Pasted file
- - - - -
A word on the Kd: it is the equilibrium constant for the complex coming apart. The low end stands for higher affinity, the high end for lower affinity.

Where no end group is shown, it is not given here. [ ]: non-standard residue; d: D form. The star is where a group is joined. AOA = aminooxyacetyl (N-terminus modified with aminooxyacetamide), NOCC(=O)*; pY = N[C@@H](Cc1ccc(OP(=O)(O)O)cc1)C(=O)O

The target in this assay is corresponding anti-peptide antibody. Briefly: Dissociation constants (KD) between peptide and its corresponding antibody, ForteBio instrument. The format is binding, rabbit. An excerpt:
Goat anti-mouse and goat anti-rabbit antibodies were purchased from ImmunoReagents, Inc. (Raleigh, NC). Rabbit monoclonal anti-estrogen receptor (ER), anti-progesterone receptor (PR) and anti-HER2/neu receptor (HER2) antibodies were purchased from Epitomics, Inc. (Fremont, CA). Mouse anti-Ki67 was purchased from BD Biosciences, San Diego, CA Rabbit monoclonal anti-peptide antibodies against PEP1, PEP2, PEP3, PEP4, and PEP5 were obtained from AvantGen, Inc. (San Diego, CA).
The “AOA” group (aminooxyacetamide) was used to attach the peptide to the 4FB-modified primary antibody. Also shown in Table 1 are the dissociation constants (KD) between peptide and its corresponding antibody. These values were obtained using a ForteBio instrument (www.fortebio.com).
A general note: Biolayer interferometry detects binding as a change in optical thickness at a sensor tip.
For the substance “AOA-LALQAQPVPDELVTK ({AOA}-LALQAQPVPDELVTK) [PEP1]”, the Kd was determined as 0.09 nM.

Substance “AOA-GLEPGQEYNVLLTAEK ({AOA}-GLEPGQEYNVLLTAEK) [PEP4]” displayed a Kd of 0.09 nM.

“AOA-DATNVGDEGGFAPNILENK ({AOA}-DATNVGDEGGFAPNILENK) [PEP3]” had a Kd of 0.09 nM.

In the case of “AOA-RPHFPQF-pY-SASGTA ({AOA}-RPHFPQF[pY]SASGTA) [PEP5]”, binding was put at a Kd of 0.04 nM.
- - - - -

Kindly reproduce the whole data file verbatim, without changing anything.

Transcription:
A word on the Kd: it is the equilibrium constant for the complex coming apart. The low end stands for higher affinity, the high end for lower affinity.

Where no end group is shown, it is not given here. [ ]: non-standard residue; d: D form. The star is where a group is joined. AOA = aminooxyacetyl (N-terminus modified with aminooxyacetamide), NOCC(=O)*; pY = N[C@@H](Cc1ccc(OP(=O)(O)O)cc1)C(=O)O

The target in this assay is corresponding anti-peptide antibody. Briefly: Dissociation constants (KD) between peptide and its corresponding antibody, ForteBio instrument. The format is binding, rabbit. An excerpt:
Goat anti-mouse and goat anti-rabbit antibodies were purchased from ImmunoReagents, Inc. (Raleigh, NC). Rabbit monoclonal anti-estrogen receptor (ER), anti-progesterone receptor (PR) and anti-HER2/neu receptor (HER2) antibodies were purchased from Epitomics, Inc. (Fremont, CA). Mouse anti-Ki67 was purchased from BD Biosciences, San Diego, CA Rabbit monoclonal anti-peptide antibodies against PEP1, PEP2, PEP3, PEP4, and PEP5 were obtained from AvantGen, Inc. (San Diego, CA).
The “AOA” group (aminooxyacetamide) was used to attach the peptide to the 4FB-modified primary antibody. Also shown in Table 1 are the dissociation constants (KD) between peptide and its corresponding antibody. These values were obtained using a ForteBio instrument (www.fortebio.com).
A general note: Biolayer interferometry detects binding as a change in optical thickness at a sensor tip.
For the substance “AOA-LALQAQPVPDELVTK ({AOA}-LALQAQPVPDELVTK) [PEP1]”, the Kd was determined as 0.09 nM.

Substance “AOA-GLEPGQEYNVLLTAEK ({AOA}-GLEPGQEYNVLLTAEK) [PEP4]” displayed a Kd of 0.09 nM.

“AOA-DATNVGDEGGFAPNILENK ({AOA}-DATNVGDEGGFAPNILENK) [PEP3]” had a Kd of 0.09 nM.

In the case of “AOA-RPHFPQF-pY-SASGTA ({AOA}-RPHFPQF[pY]SASGTA) [PEP5]”, binding was put at a Kd of 0.04 nM.